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NASA Satellite Data Shows Rapid Recovery for Some California Forests Despite Drought

NASA researchers have found that years of California’s drought conditions have not slowed the regrowth of tree and shrub cover in areas burned by wildfires.

But a newly published study in the April 2016 issue of the Open Journal of Forestry by scientists at NASA’s Ames Research Center has revealed that forests and woodlands in the Santa Cruz mountains near San Jose and Silicon Valley suffered little or no detectable loss of trees over the past several years.


Public Health Survey Finds Impacts From Drought

One of the main things health officials have taken from a survey of approximately 400 households in the Culter-Orosi area and East Porterville is some residents may be risking their health because of cutting back on water use.

The California Department of Public Health (CDPH) conducted a Community Assessment for Public Health Emergency Response (CASPER) survey in October and released the findings last week. The survey was a collaborative effort between local public health, CDPH, and numerous local agencies and organizations.

Water Purification Video Wins Padre Dam Awards

Padre Dam Municipal Water District was nationally honored with a Bronze Anvil Award of Commendation from the Public Relations Society of America (PRSA), an Award of Distinction from the California Association of Public Information Officials (CAPIO) and a Platinum Hermes Creative Award from the Association of Marketing and Communication Professionals (AMCP) for its video, Water, Too Good to Waste.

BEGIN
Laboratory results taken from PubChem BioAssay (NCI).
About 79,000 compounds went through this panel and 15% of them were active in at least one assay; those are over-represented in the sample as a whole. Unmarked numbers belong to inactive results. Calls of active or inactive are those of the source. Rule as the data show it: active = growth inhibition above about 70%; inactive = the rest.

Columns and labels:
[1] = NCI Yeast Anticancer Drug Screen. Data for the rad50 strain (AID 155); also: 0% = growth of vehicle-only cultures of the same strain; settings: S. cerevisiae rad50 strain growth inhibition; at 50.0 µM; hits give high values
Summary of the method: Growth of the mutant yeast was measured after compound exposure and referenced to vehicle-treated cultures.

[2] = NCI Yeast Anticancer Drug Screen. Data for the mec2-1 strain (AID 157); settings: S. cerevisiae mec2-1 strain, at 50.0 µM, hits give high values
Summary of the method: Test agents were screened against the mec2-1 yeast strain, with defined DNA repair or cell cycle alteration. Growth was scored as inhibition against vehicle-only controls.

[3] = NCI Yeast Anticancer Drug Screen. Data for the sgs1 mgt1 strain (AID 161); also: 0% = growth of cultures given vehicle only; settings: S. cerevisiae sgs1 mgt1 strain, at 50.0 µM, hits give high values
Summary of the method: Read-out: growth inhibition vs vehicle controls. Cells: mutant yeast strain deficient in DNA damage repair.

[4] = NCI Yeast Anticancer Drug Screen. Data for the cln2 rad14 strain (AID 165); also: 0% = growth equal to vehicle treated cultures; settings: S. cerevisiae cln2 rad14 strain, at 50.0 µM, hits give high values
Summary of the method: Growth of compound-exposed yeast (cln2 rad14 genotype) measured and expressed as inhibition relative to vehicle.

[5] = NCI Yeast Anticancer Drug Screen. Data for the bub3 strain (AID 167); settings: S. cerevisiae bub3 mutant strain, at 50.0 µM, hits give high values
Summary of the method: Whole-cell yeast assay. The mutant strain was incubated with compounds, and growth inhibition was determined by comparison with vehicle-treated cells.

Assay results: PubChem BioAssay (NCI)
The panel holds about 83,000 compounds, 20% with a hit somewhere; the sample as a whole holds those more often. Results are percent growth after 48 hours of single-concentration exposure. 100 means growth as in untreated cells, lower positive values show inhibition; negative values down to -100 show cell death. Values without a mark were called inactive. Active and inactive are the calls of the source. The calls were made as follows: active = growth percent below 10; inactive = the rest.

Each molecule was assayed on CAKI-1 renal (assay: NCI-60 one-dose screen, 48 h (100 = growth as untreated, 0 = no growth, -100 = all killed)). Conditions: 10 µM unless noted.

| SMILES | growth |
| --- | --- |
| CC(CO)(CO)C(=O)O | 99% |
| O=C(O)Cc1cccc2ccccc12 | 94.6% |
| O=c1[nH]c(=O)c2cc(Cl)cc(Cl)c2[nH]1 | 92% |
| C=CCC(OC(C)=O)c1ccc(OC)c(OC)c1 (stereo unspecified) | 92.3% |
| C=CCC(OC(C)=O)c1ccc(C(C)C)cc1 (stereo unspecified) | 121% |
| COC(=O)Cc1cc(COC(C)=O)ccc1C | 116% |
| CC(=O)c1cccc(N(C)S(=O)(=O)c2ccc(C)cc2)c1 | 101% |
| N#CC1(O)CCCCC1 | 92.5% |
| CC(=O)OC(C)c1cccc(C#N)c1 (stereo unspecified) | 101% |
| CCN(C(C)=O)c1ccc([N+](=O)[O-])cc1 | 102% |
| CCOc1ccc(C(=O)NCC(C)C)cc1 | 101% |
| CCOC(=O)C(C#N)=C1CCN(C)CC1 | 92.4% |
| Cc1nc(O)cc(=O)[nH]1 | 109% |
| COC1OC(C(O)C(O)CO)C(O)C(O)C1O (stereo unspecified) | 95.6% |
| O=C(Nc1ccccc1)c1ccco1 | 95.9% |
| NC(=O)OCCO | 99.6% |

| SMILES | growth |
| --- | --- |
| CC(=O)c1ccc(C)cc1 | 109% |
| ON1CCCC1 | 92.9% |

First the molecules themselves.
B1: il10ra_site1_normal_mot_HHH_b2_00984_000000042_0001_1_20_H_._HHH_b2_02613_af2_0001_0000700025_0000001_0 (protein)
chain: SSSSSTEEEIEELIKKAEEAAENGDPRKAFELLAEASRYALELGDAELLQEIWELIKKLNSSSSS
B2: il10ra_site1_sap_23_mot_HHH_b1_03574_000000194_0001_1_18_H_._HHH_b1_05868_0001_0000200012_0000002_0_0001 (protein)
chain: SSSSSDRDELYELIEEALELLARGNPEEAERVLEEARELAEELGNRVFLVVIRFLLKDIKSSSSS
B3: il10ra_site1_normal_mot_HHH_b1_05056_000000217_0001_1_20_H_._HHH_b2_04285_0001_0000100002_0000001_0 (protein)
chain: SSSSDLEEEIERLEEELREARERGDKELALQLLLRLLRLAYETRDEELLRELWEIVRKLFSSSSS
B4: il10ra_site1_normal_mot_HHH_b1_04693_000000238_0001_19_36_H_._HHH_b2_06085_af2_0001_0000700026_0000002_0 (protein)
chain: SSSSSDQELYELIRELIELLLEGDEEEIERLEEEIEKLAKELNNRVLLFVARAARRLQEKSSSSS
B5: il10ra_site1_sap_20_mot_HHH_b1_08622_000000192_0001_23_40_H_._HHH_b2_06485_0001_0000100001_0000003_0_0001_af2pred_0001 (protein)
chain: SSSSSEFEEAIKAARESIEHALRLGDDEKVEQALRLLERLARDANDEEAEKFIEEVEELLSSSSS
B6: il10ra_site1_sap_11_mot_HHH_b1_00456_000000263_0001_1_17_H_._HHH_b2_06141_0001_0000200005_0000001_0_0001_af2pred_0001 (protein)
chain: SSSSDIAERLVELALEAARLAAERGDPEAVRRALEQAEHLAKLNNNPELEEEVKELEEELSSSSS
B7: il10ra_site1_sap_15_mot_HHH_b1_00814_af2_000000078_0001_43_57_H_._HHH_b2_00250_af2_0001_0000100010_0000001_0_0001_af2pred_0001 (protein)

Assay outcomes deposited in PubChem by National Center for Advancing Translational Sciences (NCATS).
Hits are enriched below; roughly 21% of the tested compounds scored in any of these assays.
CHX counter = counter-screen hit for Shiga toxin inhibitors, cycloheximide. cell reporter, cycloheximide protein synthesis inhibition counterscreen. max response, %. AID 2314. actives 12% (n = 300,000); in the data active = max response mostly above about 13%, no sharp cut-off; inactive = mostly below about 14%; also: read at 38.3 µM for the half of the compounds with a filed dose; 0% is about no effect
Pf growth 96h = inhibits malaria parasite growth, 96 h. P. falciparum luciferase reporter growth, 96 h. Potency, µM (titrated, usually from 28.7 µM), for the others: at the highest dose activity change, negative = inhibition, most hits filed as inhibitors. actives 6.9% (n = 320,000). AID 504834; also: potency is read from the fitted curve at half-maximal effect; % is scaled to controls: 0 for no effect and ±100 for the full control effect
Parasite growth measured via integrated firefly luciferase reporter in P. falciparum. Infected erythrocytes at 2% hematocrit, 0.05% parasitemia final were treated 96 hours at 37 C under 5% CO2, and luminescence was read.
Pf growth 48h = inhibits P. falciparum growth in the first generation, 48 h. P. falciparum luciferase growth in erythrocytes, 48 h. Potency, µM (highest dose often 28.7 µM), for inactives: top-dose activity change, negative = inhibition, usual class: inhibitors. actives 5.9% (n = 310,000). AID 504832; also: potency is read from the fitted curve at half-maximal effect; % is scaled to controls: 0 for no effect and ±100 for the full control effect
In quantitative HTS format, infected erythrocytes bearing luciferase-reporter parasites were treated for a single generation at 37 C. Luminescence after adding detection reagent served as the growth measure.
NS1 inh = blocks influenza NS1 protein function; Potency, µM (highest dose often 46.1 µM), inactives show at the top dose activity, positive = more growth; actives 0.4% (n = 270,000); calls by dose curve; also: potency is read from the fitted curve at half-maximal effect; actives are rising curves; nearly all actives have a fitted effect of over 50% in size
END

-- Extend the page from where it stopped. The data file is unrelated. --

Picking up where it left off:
“The Water, Too Good to Waste video is instrumental to providing the public with a better understanding of why the Advanced Water Purification Program is essential for East San Diego County,” said Allen Carlisle, CEO and General Manager of Padre Dam.

Berkeley Lab Joins Groundwater Recharge Study

One of the nation’s top centers for science will look at how stormwater seeps into almond orchards in the Modesto area and beyond.

Lawrence Berkeley National Laboratory announced Monday that it has joined a groundwater recharge study that already involves the Almond Board of California and other partners.

The lab, managed by the University of California for the U.S. Department of Energy, works in several scientific disciplines. The Modesto-based board is paying it $105,840 to use chemical, geophysical and other tools for tracking water through aquifers.


BLOG: San Francisco Makes History With New Water Bond

Finding funding for water infrastructure projects can sometimes be tough, especially for smaller, decentralized projects that don’t fall under the criteria of traditional funding sources. But another avenue for accessing resources is coming to light after the San Francisco Public Utilities Commission last week became the first entity to issue a green bond certified under the Water Climate Bonds Standard.